when finishing the high school course, not every student has the chance or ability to go to college. some students choose to seek a job, start their own business or pursue other interest. however, for some students who want to get further education, they choose self-education, self-education is no better than university studies.
on the one hand, self-education lacks of a well-defined structure. in the school, the teacher will make some plans for students’ studies; they plan the target, the fulfillment of expectation and assessment of the program. with these, students can know their own flaws, making progress gradually. while self-learners may lose themselves, they have no test, no homework and no exam; it is hard for them to know how to get improved.
on the other hand, self-education doesn’t provide the environment which students can learn from each other. college provides students the stage to communicate with others, making friends; students can also have the chance to enhance the ability of team work and readership. those abilities are very important for students, when they are finding a job, they have the advantages.
self-education is a way of gaining knowledge; i prefer to study in college, because i like to communicate with friends. though self-education can’t take place for university studies, we can choose to learn elective courses in that way.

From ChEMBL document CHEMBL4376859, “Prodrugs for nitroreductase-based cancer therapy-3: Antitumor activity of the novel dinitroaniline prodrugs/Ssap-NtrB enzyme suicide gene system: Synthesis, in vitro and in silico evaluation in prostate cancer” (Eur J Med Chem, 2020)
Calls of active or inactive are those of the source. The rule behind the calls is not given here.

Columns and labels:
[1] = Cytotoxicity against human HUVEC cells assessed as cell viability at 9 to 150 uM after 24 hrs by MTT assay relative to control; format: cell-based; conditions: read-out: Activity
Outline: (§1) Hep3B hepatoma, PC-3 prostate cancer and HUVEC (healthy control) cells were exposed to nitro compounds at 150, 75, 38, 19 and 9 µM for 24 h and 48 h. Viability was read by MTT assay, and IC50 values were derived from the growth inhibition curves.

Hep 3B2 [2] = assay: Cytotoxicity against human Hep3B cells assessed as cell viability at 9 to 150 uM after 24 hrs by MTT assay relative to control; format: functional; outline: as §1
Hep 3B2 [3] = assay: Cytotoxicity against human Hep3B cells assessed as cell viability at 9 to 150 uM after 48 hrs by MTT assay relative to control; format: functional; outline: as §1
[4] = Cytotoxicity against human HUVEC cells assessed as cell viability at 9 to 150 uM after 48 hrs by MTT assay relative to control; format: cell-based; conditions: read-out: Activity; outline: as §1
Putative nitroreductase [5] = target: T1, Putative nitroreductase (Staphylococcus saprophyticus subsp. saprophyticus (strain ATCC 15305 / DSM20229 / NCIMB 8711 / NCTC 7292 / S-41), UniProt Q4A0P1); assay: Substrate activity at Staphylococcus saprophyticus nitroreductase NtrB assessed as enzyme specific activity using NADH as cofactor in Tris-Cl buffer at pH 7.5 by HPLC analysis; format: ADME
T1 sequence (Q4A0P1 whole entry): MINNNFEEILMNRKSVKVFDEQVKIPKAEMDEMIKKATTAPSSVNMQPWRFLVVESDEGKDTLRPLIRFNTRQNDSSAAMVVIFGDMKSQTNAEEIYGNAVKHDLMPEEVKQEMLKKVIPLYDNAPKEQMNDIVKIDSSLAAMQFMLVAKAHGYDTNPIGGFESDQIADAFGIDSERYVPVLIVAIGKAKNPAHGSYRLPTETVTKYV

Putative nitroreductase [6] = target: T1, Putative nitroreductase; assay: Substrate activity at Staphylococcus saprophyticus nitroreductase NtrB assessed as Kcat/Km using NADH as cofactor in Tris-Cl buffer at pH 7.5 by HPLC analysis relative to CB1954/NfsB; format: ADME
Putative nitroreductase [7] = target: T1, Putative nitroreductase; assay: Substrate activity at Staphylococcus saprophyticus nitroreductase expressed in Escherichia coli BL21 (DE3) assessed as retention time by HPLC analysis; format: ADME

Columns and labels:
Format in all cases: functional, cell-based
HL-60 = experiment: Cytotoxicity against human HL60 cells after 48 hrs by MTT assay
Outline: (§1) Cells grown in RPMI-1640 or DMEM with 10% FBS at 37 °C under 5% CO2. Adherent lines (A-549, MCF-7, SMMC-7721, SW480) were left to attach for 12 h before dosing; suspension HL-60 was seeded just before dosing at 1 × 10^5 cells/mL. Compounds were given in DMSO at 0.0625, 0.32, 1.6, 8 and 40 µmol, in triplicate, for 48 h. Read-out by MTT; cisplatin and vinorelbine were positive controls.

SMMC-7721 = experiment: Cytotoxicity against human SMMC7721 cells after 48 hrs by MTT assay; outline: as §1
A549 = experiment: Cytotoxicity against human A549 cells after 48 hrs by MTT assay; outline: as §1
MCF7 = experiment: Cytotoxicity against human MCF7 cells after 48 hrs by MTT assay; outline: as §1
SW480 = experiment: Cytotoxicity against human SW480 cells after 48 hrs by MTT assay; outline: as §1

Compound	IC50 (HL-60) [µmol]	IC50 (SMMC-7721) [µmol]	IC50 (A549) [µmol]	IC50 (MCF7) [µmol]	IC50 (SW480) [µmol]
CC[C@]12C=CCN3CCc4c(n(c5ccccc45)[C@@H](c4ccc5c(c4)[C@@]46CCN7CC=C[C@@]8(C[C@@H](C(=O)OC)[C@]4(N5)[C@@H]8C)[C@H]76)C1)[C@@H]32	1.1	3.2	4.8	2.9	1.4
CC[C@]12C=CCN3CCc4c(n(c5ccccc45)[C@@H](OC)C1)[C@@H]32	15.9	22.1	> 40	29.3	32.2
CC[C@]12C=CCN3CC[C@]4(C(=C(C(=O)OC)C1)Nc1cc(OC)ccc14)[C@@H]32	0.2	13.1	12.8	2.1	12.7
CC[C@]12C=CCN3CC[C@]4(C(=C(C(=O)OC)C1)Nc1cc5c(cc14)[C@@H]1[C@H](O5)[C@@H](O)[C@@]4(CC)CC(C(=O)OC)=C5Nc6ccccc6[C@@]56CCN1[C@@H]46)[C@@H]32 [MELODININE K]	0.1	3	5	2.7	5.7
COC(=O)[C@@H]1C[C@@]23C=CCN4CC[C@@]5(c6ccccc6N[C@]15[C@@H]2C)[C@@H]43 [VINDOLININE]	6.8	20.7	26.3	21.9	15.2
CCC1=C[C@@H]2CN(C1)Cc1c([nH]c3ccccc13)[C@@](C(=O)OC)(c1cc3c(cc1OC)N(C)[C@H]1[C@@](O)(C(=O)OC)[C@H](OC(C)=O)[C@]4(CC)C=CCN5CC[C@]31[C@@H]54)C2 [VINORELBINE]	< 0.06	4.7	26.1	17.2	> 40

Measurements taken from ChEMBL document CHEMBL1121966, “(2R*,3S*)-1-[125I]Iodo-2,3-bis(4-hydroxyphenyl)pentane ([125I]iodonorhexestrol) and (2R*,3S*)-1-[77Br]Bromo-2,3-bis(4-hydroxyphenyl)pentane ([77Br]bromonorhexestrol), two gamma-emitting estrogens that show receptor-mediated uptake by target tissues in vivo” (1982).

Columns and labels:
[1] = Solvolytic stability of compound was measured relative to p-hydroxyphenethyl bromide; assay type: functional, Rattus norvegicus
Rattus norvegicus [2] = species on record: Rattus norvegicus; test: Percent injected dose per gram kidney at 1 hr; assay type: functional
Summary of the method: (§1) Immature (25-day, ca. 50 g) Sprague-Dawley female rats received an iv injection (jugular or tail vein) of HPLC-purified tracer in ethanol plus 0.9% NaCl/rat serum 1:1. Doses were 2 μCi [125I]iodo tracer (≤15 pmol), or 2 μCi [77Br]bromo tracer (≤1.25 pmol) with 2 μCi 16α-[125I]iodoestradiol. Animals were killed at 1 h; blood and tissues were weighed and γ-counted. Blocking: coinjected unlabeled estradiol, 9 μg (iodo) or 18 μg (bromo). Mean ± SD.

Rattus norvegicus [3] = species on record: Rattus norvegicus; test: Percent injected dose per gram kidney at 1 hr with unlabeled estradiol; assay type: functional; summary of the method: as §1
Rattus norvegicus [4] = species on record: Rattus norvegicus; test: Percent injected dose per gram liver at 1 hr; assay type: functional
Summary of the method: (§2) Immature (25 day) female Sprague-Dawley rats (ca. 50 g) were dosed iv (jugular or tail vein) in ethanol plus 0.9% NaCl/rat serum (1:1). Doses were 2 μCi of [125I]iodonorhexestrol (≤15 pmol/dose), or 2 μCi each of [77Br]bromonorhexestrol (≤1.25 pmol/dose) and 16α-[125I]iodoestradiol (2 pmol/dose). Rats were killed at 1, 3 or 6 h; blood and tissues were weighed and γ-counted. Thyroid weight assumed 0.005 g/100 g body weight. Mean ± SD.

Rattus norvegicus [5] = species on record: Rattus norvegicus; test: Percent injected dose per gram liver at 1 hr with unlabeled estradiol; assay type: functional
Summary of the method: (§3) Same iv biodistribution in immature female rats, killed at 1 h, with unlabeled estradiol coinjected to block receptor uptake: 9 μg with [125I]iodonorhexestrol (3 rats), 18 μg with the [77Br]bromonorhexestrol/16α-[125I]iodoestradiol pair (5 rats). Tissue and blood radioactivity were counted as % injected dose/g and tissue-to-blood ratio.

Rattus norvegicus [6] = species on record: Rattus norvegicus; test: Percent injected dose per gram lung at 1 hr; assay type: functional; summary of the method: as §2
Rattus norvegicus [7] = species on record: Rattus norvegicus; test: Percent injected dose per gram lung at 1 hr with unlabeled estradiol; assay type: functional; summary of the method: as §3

Mr. Chairman, Senator Thurmond, members of the committee, my name is Anita F. Hill, and I am a professor of law at the University of Oklahoma. I was born on a farm in Okmulgee County, Oklahoma, in 1956. I am the youngest of 13 children. I had my early education in Okmulgee County. My father, Albert Hill, is a farmer in that area. My mothers name is Irma Hill. She is also a farmer and a housewife.
My childhood was one of a lot of hard work and not much money, but it was one of solid family affection, as represented by my parents. I was reared in a religious atmosphere in the Baptist faith, and I have been a member of the Antioch Baptist Church in Tulsa, Oklahoma, since 1983. It is a very warm part of my life at the present time.
For my undergraduate work, I went to Oklahoma State University and graduated from there in 1977. I am attaching to this statement a copy of my resume for further details of my education.